After Snatching Olympics, Japan Suddenly Admits Fukushima Not “Under Control,” Begs For International Help

The fiasco in Fukushima has been hobbling from cover-ups to partial revelations ever since the three reactors have melted down after the earthquake and tsunami in March 2011. The owner of the power plant, TEPCO – famous for its parsimoniousness with the truth and lackadaisical handling of the fiasco – always pretended that the situation was under control. Until September 13. Only six days after the IOC had made the decision to let Tokyo host the 2020 Summer Olympics, TEPCO admitted that Fukushima was “not under control.”

There’d been a barrage of assurances to the contrary, from Prime Minister Shinzo Abe on down. On September 5, Tsunekazu Takeda, president of the Japanese Olympic Committee and great-grandson of Emperor Meiji, was in Buenos Aires to work the IOC. Afterwards, he told reporters: “Now, Tokyo is very safe.” In fact, “the water, the seafood, and also the radiation are absolutely safe.”

He pointed at the government’s decision to step in and do something – no one yet knows what – about the massive amount of groundwater that was being contaminated on an ongoing basis with radioactive materials and then leaked into the ocean, a fact that inconveniently blew into the open before the IOC decision.

On September 7, at the cusp of the IOC decision, Abe himself promised that the problem was “under control,” that the government would “take a lead in achieving a complete resolution of this problem,” and that in 2020 there would be “absolutely no problem.”

Alas, the problems have been spiraling out of control from the beginning – because nuclear reactors and their fuel, once they go haywire, tend to defy human control.

The enormous amounts of radioactive water that have spilled into the Pacific since the early days of the fiasco have created the now famous “TEPCO fish.” At the time TEPCO, claimed it didn’t know where all this radiation was coming from, and blamed some leaking tanks – seals or sheets that lined the tanks might be defective, it said. Now we know: highly radioactive groundwater has been leaking into the ocean on a massive scale. One of the most radioactive specimens was a greenling caught in early April. It contained 7,400 times the government’s safety limit for radiation in food. To be consumed with moderation. If it weren’t so tragic, TEPCO’s bumbling behavior would be funny.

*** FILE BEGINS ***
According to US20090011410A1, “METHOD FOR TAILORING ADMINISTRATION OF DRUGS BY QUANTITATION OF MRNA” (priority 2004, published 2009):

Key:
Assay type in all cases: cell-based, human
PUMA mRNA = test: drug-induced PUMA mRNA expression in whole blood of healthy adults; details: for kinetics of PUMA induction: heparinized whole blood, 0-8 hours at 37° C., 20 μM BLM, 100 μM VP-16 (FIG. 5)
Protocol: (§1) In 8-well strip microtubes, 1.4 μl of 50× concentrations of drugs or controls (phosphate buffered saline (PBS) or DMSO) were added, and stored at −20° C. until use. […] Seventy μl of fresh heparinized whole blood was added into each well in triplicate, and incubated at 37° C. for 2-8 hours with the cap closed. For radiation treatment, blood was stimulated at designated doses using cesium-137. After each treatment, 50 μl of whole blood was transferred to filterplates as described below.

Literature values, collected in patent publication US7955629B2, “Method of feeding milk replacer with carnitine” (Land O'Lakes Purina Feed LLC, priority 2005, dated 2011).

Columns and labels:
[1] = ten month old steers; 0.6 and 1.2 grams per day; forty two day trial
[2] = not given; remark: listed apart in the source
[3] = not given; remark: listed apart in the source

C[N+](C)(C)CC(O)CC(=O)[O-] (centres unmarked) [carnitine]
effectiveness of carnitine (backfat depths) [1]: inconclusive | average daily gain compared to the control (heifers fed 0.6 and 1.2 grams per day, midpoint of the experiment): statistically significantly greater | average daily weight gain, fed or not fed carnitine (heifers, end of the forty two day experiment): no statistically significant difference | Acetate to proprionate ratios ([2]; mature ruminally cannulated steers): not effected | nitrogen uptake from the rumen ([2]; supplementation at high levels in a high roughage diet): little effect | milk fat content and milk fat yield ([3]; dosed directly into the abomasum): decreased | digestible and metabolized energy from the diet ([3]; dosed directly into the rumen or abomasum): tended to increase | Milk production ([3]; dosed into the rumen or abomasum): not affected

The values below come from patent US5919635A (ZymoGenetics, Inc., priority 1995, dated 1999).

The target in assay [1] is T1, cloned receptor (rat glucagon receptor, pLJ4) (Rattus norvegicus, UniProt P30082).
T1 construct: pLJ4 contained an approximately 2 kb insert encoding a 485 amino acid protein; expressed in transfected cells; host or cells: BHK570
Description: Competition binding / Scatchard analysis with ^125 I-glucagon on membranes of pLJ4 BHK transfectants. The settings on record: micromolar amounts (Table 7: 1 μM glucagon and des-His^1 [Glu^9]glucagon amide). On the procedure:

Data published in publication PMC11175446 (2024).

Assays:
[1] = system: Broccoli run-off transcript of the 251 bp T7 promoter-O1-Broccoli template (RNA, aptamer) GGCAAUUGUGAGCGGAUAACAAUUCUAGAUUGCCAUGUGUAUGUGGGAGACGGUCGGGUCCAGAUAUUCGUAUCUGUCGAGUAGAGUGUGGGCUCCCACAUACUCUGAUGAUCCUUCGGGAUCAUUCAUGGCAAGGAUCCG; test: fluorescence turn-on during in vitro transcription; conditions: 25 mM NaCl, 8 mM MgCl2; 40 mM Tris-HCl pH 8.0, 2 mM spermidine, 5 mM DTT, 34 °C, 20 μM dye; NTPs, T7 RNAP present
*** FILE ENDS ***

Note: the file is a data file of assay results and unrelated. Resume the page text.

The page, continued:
Then there are the spent-fuel rods that are kept in water-filled pools near the reactors. They contain plutonium, one of the most deadly substances around. The heavily damaged pool of reactor 4 is threatening to collapse. If the 400 tons of fuel rods in it catch fire, it could unleash 14,000 times the radiation of the nuclear bomb that hit Hiroshima. And now TEPCO – the outfit that has become famous for its lackadaisical handling of the fiasco – is trying to remove these fuel rods without blowing them up.

Throughout, the government backed TEPCO, bailed out its investors, and made no effort to force daylight on its shenanigans; too many bureaucrats and too many lawmakers in the governing LDP – which has run Japan since 1955, except for about four years – are tied to the nuclear industry.

Last month, when the Ministry of Economy, Trade, and Industry (MITI) started accepting proposals from companies to deal with the radioactive groundwater, it issued documentation that was entirely in Japanese, a clear signal that it would stick to its philosophy of keeping out foreign companies – it added English versions only after an international mini-uproar forced it to.

Now a month after the IOC’s decision to let Tokyo host the 2020 Olympics, Abe, with impeccable timing, announced at an international science conference in Kyoto that Japan would indeed need international help in grappling with the current fiasco and in decommissioning the plant, which will take 40 to 50 years, assuming it won’t blow up beforehand.

“My country needs your knowledge and expertise,” he told these scientists. “We are wide open to receive the most advanced knowledge from overseas to contain the problem,” he said, for the first time ever – after having promised before the IOC decision that the problem had already been contained. Because the Olympics are going to be a big boon for Japan Inc. and certain property developers, the truth about the Fukushima fiasco must not be allowed to get in the way.

Even within his party, Abe is feeling the heat (a little). Popular and still influential former Prime Minister Junichiro Koizumi has slammed Abe’s policies that would return the scandal-plagued nuclear industry to its former glory. He has emboldened a small group of rebels in the LDP – “looked upon with mild amusement“ by the rest of the LDP – with his demand for “zero nuclear power.” As prime minister, he’d groomed Abe to become his successor. Now they’re on different sides of the issue, and Koizumi’s words are having an impact. Read….The End Of Nuclear Energy In Japan?

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